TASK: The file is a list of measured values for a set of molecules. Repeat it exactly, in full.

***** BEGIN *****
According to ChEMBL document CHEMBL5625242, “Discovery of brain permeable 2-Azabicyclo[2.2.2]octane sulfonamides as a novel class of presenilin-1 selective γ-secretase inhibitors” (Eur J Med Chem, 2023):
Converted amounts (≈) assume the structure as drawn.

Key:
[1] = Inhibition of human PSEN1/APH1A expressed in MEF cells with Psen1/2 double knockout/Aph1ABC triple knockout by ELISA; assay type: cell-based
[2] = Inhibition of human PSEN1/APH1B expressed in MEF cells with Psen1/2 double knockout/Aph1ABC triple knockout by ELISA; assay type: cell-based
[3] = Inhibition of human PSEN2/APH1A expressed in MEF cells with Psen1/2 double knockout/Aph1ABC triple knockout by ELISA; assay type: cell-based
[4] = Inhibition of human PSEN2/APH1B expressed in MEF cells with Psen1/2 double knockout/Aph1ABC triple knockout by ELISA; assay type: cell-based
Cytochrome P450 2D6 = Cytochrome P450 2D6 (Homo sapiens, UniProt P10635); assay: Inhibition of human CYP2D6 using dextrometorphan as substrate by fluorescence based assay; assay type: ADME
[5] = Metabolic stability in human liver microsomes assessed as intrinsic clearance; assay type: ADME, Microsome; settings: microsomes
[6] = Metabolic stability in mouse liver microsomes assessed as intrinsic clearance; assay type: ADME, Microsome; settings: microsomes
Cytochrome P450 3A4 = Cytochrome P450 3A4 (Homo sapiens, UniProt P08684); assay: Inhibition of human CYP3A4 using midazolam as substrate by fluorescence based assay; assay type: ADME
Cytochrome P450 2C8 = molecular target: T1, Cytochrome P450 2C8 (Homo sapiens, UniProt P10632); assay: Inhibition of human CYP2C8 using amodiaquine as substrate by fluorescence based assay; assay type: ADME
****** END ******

According to ChEMBL document CHEMBL5625242, “Discovery of brain permeable 2-Azabicyclo[2.2.2]octane sulfonamides as a novel class of presenilin-1 selective γ-secretase inhibitors” (Eur J Med Chem, 2023):
Converted amounts (≈) assume the structure as drawn.

Key:
[1] = Inhibition of human PSEN1/APH1A expressed in MEF cells with Psen1/2 double knockout/Aph1ABC triple knockout by ELISA; assay type: cell-based
[2] = Inhibition of human PSEN1/APH1B expressed in MEF cells with Psen1/2 double knockout/Aph1ABC triple knockout by ELISA; assay type: cell-based
[3] = Inhibition of human PSEN2/APH1A expressed in MEF cells with Psen1/2 double knockout/Aph1ABC triple knockout by ELISA; assay type: cell-based
[4] = Inhibition of human PSEN2/APH1B expressed in MEF cells with Psen1/2 double knockout/Aph1ABC triple knockout by ELISA; assay type: cell-based
Cytochrome P450 2D6 = Cytochrome P450 2D6 (Homo sapiens, UniProt P10635); assay: Inhibition of human CYP2D6 using dextrometorphan as substrate by fluorescence based assay; assay type: ADME
[5] = Metabolic stability in human liver microsomes assessed as intrinsic clearance; assay type: ADME, Microsome; settings: microsomes
[6] = Metabolic stability in mouse liver microsomes assessed as intrinsic clearance; assay type: ADME, Microsome; settings: microsomes
Cytochrome P450 3A4 = Cytochrome P450 3A4 (Homo sapiens, UniProt P08684); assay: Inhibition of human CYP3A4 using midazolam as substrate by fluorescence based assay; assay type: ADME
Cytochrome P450 2C8 = molecular target: T1, Cytochrome P450 2C8 (Homo sapiens, UniProt P10632); assay: Inhibition of human CYP2C8 using amodiaquine as substrate by fluorescence based assay; assay type: ADME